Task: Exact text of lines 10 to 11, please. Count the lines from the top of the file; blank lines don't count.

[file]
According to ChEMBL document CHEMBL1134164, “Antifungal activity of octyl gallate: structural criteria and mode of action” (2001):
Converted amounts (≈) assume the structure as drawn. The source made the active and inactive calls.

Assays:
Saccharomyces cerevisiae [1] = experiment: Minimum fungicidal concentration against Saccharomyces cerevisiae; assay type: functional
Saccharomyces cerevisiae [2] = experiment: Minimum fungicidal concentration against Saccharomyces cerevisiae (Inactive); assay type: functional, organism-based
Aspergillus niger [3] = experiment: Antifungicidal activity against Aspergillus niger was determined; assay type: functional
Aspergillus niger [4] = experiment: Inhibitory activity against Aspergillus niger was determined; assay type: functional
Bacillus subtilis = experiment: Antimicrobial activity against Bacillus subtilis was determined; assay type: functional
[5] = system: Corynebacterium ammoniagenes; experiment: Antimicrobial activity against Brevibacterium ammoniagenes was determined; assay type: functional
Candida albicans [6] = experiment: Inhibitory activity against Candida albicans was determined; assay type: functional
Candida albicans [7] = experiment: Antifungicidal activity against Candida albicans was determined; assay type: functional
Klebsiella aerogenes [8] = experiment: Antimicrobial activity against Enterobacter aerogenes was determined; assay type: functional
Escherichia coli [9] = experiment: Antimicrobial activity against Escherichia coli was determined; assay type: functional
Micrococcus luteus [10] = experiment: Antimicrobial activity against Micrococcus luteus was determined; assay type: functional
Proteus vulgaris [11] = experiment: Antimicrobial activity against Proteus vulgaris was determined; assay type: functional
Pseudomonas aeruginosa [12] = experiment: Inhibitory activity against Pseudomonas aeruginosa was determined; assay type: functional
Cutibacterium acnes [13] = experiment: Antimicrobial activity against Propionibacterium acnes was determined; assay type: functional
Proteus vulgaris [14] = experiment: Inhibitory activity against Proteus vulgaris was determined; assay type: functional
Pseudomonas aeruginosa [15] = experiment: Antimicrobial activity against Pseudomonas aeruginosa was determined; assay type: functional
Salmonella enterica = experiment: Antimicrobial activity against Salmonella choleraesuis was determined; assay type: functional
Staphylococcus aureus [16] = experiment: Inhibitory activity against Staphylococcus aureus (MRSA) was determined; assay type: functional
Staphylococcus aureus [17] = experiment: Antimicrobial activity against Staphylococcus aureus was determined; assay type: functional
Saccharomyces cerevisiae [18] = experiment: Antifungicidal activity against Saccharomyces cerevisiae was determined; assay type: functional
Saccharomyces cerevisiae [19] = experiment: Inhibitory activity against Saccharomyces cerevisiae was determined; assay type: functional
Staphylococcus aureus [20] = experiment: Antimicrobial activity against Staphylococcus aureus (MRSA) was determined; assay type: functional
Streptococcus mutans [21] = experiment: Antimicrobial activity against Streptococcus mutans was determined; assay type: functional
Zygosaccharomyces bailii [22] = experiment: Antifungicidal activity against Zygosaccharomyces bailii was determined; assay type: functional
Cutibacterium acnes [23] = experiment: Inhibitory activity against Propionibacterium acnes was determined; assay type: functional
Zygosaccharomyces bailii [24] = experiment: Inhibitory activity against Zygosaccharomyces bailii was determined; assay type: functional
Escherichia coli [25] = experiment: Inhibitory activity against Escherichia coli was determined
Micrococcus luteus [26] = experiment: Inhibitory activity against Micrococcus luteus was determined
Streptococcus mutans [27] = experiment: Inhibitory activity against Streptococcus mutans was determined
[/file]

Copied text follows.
Candida albicans [6] = experiment: Inhibitory activity against Candida albicans was determined; assay type: functional
Candida albicans [7] = experiment: Antifungicidal activity against Candida albicans was determined; assay type: functional